Time Clock Rules for Hourly Employees: Complete Guide
Organizing hourly employees can be tricky. You’ve got to pay close attention to scheduling, know how many hours your employees are working, track PTO, track overtime, and ensure compliance with local laws.
To do this efficiently, you need time clock software, but you’ve also got to implement clear time clock rules for hourly employees.
Here are some of the most common time clock rules you should consider.
Common Time Clock Rules for Hourly Employees
These are some typical time clock rules for hourly employees that are widely implemented.
1. Effective Time Tracking System
One of the most important aspects of time clock rules for hourly employees is being able to keep track of your employees’ hours. You can track your employees’ hours manually, but this is extremely time-consuming and can lead to errors.
Instead, you need to have flexible time tracking software that allows you to set rules that suit your business needs. The solution should make it convenient for employees to clock in and out, and automate large parts of the process.
To keep track of employee hours, businesses use a variety of different tools:
- Time cards — employees use time cards to punch in and out of work using a time clock.
- Manual timer-based app — employees start and stop timers to keep track of how long tasks take them.
- Online time clocks — employees clock in and out using mobile apps or web-based browser apps.
- Hours calculator — managers use an hours calculator to calculate the time worked after breaks, etc.
- Time tracking software – provides a complete solution to help manage employee time better.
Getting the most out of your employees’ time isn’t just about time tracking, though. It’s also about good scheduling, communication, and planning. Software like ZoomShift can provide you with all of these features, giving you everything you need to track and manage your workforce on the go.
Not only does ZoomShift make it effortless to schedule your hourly employees, but it also gives you lots of different ways to track their hours. Employees can clock in using GPS location or a clock-in card, and their hours automatically sync to an editable timesheet.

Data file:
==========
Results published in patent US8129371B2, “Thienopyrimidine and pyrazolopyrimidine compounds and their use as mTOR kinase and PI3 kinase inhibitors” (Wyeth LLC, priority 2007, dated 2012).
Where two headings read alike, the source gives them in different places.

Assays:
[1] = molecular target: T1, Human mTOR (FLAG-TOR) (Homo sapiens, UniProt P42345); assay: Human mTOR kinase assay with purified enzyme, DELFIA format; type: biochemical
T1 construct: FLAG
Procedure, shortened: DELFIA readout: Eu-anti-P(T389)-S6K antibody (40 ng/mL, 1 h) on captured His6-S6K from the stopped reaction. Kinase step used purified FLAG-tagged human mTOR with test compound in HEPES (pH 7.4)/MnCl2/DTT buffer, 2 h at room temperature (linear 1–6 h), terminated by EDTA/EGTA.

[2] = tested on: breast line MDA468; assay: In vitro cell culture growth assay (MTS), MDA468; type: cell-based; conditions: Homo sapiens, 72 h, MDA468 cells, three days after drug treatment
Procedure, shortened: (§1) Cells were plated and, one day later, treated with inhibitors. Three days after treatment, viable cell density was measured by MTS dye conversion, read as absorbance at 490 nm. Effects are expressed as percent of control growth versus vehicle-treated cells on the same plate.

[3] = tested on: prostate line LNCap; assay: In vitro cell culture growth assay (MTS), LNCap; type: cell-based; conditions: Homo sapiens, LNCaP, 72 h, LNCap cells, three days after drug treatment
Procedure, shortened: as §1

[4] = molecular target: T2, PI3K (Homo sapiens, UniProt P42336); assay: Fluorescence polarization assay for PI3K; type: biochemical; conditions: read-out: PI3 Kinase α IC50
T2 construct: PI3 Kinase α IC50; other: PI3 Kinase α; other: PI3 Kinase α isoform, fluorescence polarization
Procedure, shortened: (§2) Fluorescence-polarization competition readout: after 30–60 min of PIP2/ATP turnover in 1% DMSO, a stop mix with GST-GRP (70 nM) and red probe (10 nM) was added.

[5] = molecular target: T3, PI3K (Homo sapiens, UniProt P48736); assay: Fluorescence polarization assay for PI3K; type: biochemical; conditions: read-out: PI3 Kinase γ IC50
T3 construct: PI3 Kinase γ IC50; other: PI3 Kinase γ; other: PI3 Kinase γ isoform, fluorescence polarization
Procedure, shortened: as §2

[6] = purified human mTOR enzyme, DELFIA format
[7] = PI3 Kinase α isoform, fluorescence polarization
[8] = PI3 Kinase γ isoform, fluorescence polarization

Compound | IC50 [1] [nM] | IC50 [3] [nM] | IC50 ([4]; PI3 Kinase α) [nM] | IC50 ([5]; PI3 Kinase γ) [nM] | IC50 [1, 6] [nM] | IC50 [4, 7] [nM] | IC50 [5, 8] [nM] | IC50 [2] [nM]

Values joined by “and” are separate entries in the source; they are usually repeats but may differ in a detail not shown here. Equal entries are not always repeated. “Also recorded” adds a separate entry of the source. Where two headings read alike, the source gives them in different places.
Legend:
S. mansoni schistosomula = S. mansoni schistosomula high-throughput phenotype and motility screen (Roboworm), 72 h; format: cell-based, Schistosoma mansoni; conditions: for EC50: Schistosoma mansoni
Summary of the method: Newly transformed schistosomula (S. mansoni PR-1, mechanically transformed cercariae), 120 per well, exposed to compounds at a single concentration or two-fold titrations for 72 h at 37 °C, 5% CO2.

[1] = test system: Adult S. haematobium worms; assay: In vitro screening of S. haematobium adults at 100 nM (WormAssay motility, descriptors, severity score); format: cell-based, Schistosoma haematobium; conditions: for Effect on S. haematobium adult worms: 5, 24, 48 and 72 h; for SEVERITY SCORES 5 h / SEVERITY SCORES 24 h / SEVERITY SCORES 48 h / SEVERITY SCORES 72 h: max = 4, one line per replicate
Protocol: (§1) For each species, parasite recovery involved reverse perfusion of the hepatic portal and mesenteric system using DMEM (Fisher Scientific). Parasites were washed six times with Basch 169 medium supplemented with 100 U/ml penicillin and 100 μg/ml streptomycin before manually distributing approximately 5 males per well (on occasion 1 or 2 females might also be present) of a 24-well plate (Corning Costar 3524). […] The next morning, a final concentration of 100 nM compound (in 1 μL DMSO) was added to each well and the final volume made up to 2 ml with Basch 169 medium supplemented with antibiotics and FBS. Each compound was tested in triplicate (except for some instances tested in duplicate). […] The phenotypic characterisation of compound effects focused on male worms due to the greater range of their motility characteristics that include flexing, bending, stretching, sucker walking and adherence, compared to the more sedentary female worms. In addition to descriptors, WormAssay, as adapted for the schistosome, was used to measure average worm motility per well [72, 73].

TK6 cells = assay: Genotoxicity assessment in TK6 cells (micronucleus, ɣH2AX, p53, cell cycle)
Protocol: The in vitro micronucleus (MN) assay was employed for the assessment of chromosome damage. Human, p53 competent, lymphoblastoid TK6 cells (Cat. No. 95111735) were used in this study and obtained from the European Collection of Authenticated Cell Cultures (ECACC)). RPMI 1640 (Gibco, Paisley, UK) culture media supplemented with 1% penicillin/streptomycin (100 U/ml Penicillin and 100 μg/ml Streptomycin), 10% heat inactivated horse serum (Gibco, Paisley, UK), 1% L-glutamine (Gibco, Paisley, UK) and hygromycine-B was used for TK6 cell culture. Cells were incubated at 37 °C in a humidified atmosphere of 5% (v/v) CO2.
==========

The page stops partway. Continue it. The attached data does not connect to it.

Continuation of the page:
Once a manager has approved the timesheets, they’re automatically synced to your payroll, making the process simple and efficient.
2. Prevent Time Theft
Once you’ve got a system in place to track time, then it’s about setting the right rules to make sure data is collected accurately.
One issue that some businesses face is employee time theft.
If employee clocks in ten minutes early and clocks out ten minutes late each day, this can add up to many extra hours. Times this by a whole workforce, and it’s a large source of extra expense that businesses don’t need.
To avoid this happening, you need to be able to control common time clock rules such as setting limits on how early or late an employee can clock in.
3. Employees Must Record All Time Worked
This rule generally isn’t the most difficult to enforce as most employees want to get paid for their work.
However, all the time your employee’s work must be logged. There are rules and regulations your business needs to comply with, and if your employees aren’t logging their hours properly, this makes it difficult to do.
Whether it’s staying on after work to complete some extra tasks, spending extra minutes to help out a colleague, or replying to calls and emails out of work hours, you want to know.
A flexible time tracking system will make it easy for your employees to log these hours and help keep you compliant.
Time clock rules for hourly employees aren’t uniform across every business. Each company has its own policies, and so they need time tracking software that offers flexibility. One such rule that differs between businesses is rounding.
For the most part, you don’t want to be dealing in small numbers. For example, if someone logs 8 hours and 4 minutes, it starts to get messy keeping track of the individual minutes.